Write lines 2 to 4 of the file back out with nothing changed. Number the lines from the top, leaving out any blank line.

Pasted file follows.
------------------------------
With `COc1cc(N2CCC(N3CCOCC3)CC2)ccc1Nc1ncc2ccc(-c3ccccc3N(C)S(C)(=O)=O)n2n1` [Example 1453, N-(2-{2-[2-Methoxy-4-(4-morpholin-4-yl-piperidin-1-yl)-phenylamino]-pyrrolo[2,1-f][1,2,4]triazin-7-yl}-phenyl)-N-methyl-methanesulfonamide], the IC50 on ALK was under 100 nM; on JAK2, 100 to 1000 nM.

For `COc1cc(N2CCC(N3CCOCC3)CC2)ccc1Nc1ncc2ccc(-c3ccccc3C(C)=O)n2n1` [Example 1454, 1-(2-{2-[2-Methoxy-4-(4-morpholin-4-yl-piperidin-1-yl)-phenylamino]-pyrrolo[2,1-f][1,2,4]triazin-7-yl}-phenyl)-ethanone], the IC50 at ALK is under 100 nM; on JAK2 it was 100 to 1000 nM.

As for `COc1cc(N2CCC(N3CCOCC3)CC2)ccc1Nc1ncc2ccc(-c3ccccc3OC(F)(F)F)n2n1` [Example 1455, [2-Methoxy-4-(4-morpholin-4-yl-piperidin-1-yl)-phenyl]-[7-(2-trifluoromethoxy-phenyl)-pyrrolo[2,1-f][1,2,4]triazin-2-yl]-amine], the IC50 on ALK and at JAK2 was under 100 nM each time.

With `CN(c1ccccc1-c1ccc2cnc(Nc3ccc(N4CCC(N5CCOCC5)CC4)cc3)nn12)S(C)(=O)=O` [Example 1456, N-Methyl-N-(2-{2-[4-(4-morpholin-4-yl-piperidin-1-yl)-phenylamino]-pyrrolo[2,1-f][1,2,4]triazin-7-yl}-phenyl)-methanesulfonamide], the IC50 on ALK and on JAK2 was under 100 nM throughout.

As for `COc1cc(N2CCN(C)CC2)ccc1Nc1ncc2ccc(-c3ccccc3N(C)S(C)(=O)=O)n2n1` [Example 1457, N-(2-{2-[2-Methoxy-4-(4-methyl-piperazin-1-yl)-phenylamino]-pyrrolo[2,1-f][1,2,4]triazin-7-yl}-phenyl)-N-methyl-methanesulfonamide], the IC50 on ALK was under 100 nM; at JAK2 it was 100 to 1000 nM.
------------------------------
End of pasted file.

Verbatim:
For `COc1cc(N2CCC(N3CCOCC3)CC2)ccc1Nc1ncc2ccc(-c3ccccc3C(C)=O)n2n1` [Example 1454, 1-(2-{2-[2-Methoxy-4-(4-morpholin-4-yl-piperidin-1-yl)-phenylamino]-pyrrolo[2,1-f][1,2,4]triazin-7-yl}-phenyl)-ethanone], the IC50 at ALK is under 100 nM; on JAK2 it was 100 to 1000 nM.

As for `COc1cc(N2CCC(N3CCOCC3)CC2)ccc1Nc1ncc2ccc(-c3ccccc3OC(F)(F)F)n2n1` [Example 1455, [2-Methoxy-4-(4-morpholin-4-yl-piperidin-1-yl)-phenyl]-[7-(2-trifluoromethoxy-phenyl)-pyrrolo[2,1-f][1,2,4]triazin-2-yl]-amine], the IC50 on ALK and at JAK2 was under 100 nM each time.

With `CN(c1ccccc1-c1ccc2cnc(Nc3ccc(N4CCC(N5CCOCC5)CC4)cc3)nn12)S(C)(=O)=O` [Example 1456, N-Methyl-N-(2-{2-[4-(4-morpholin-4-yl-piperidin-1-yl)-phenylamino]-pyrrolo[2,1-f][1,2,4]triazin-7-yl}-phenyl)-methanesulfonamide], the IC50 on ALK and on JAK2 was under 100 nM throughout.